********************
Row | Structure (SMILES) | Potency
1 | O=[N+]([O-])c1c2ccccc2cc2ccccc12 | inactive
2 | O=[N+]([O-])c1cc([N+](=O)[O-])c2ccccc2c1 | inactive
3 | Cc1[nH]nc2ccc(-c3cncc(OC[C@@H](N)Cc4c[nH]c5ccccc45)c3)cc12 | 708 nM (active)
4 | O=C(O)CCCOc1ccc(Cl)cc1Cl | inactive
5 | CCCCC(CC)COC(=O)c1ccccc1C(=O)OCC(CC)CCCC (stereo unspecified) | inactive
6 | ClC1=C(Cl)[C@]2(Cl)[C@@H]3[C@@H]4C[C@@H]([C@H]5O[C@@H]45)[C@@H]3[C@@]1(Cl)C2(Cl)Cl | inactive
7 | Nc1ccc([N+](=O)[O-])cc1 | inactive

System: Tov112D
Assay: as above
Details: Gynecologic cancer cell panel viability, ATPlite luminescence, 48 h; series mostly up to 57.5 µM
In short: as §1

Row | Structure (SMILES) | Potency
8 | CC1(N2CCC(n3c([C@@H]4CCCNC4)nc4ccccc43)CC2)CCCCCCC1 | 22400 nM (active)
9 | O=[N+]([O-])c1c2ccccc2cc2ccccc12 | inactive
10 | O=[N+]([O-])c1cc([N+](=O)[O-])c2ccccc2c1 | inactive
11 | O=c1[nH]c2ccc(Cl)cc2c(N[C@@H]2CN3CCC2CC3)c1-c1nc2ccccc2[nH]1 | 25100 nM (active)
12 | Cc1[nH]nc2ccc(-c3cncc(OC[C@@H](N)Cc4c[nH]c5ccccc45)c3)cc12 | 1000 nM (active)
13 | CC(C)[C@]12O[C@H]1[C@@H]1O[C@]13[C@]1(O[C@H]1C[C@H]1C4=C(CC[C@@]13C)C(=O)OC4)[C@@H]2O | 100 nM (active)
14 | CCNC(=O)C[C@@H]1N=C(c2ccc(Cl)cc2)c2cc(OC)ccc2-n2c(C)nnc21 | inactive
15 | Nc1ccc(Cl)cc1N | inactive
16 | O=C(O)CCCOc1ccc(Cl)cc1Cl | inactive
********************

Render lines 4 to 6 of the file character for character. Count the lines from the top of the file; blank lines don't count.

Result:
3 | Cc1[nH]nc2ccc(-c3cncc(OC[C@@H](N)Cc4c[nH]c5ccccc45)c3)cc12 | 708 nM (active)
4 | O=C(O)CCCOc1ccc(Cl)cc1Cl | inactive
5 | CCCCC(CC)COC(=O)c1ccccc1C(=O)OCC(CC)CCCC (stereo unspecified) | inactive